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Corduroy Performance

Corduroy Performance

Displaying 11 - 20 of 30

October 7, 2010
A relatively narrow ski suited to cruising groomers and shredding bumps, the Waveflex 14 is a mellow, predictable carver that pleased testers of all sizes with its laid-back feel. It initiated and gripped best when testers relaxed and pressured the ski’s belly and tails through medium-radius turns; it was less responsive to weight-forward aggressiveness. All testers praised its edge grip and stability. [$1,150 with binding]
October 7, 2010
Think of this as Everyman’s race ski. It does everything you expect a narrow carver to do—slice into the turn, grip powerfully, quickly pop into the next turn—but is more forgiving than a thoroughbred racer. Testers were uniformly impressed with its easy initiation, turn-shape variability, maneuverability, and steadiness at all speeds. It coaxes advanced intermediates into clean carves, but aggressive experts will find no limit to its power. [$940 without binding]
October 6, 2010
This easy turner is the perfect companion for relaxed, sunny-day cruising. Its deep sidecut facilitates quick, spunky turns, but the ski isn’t difficult to control. It initiates smoothly and holds a secure edge on groomed snow. Testers found it responsive whether they skied aggressively or throttled down. It’s a well-balanced ski, and it works best if you’re centered and balanced too. The Great One weaves deftly through trees and bumps, and its stiff shovel punches through crud.
October 6, 2010
Like all Völkl test models, the Tierra has a feeling of structural cohesiveness: All components work harmoniously. Purpose-built for female physiology, it features a raised toepiece to create a neutral stance, which is said to even the energy draw throughout the leg and reduce knee strain. Its tip is stiffer than its tail, and the tail is narrower than those of Völkl’s comparable unisex models. The result is quick, reliable turn initiation followed by a smooth, easy exit. It’s a zippy carver whose in-turn behavior is characterized by unfailing stability and grip.
October 6, 2010
“Totally effortless,” said one tester. “Holds an edge but isn’t edgy,” said another. The Koa 78 isn’t designed for intermediates, but intermediates will find it a friendly, encouraging companion as they master carving technique and begin exploring off-trail. Experts loved it, too, and found it a fast, powerful carver capable in any medium short of deep powder. A perfect blend of sidecut and camber let the ski lock into carves but disengage and skid when needed without chattering.
October 6, 2010
This is a mellow but energetic ride that’s supremely user-friendly. Turn initiation is easy and quick, and edge hold is stellar. Experts found it effortless and fun, with plenty of power for demanding situations. It adapts to any terrain from groomers to trees and bumps, and it thrives in nearly any conditions short of deep powder. An 82-millimeter platform cruises through crud or boot-deep fluff, while tip rocker makes the ski exceptionally easy to manipulate. Prefers medium-radius turns.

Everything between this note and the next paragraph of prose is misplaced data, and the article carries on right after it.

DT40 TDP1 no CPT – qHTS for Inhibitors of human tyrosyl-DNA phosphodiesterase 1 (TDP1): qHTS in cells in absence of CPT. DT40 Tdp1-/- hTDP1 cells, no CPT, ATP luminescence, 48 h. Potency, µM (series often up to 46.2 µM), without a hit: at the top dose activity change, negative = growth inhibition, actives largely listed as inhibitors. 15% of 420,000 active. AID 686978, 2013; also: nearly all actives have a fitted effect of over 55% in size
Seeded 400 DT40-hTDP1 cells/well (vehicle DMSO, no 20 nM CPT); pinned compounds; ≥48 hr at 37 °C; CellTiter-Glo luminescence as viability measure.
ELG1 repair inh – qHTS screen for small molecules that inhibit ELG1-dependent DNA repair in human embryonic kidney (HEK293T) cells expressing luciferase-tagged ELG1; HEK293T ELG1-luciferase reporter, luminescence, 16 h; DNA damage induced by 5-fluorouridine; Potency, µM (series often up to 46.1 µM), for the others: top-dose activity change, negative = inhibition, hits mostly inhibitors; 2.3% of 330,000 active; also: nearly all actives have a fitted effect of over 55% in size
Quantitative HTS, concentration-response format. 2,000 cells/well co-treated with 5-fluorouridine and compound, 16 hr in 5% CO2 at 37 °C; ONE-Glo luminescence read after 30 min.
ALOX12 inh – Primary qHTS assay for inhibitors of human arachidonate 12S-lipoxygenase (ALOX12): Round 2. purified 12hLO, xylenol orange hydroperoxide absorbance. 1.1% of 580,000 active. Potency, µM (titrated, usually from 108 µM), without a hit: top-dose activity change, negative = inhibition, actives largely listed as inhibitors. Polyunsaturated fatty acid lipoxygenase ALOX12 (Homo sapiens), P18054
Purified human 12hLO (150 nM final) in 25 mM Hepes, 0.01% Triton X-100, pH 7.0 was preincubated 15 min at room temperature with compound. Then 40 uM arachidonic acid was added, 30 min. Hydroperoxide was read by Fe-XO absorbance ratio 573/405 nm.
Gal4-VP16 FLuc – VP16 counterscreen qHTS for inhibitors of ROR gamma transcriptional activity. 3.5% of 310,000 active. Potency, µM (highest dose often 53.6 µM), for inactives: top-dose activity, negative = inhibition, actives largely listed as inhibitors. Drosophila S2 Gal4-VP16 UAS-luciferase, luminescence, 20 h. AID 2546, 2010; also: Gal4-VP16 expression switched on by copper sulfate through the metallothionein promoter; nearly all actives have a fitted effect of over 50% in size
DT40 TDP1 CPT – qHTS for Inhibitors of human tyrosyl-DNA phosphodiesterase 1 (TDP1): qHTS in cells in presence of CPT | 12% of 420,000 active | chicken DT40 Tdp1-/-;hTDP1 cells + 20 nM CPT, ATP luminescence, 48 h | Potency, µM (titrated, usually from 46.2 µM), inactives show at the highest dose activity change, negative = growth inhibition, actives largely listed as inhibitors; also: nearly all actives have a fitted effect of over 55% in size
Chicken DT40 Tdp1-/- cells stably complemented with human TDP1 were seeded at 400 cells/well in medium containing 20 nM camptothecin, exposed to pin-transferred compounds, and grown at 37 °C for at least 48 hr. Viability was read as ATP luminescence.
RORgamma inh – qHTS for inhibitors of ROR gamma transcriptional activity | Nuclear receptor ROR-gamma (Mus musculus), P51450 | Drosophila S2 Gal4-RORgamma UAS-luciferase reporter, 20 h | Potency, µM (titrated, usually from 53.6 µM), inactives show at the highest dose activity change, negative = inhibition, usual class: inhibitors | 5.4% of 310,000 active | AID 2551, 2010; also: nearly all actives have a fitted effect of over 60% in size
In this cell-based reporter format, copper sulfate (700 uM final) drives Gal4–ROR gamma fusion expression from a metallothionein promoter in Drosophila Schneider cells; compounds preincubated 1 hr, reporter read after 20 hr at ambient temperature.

October 6, 2010
Whether you love tight, short-radius turns or GS sweepers, this high-energy ski will satisfy your craving for edge-to-edge action. “Definitely fun to carve ‘easy-style,’” said one tester. Other testers noted that Blizzard’s lively Viva is forgiving and lightweight, springs friskily into action on the corduroy, and digs in tenaciously on the steeps. Ex-racers and freeskiers alike agreed that this ski has plenty to offer experts, but remains an easygoing, friendly ride for upwardly mobile intermediates. **Editors Note: The price for these skis was printed incorrectly in the print edition of Skiing's 2011 Gear Guide. The correct price for these skis, with bindings, is $849.99.**
October 6, 2010
This carvy, responsive groomed-snow warrior may have saved tester Megan Michelson from bodily harm. Nearly blindsided by a spacey day-tripper, Megan made a lightning-quick adjustment and reported that the ski “reacted on a dime.” With traditional camber, no rocker, and sidecut that begins at the fat tip, the responsive Attraxion 8 hooks instantly into turns and grips securely throughout. Experts found it well matched to their power; intermediates may want to check out the Attraxion 3 or 1.
October 6, 2010
“These made me feel like a better skier,” said one tester. Perfect for resort skiers East or West, the Free Luv is fun and lively on- or off-piste. It carves with smooth energy, bouncing from one turn to the next on corduroy and steep chalk. Mild tip rocker enhances maneuverability and eases initiation. It’s quick and nimble in bumps and trees and tackles crud without shaking. Easy to disengage and skid, the Lotta Luv earned a high versatility rating. A real game-improvement tool.
October 6, 2010
The pronounced rocker of a powder ski can be a detriment on groomed snow, causing tips to flap and making turn initiation difficult. But like K2’s other groomer and all-mountain skis, the Burnin Luv has a subtle rocker that puts the ski’s forebody into a “pre-flexed” shape, so initiation takes less effort than it would with either pronounced rocker or none at all. The Burnin Luv carves groomers with ease and quickness, and it slays bumps and firm tree lines. It’s an accessible frontside tool for East or West.
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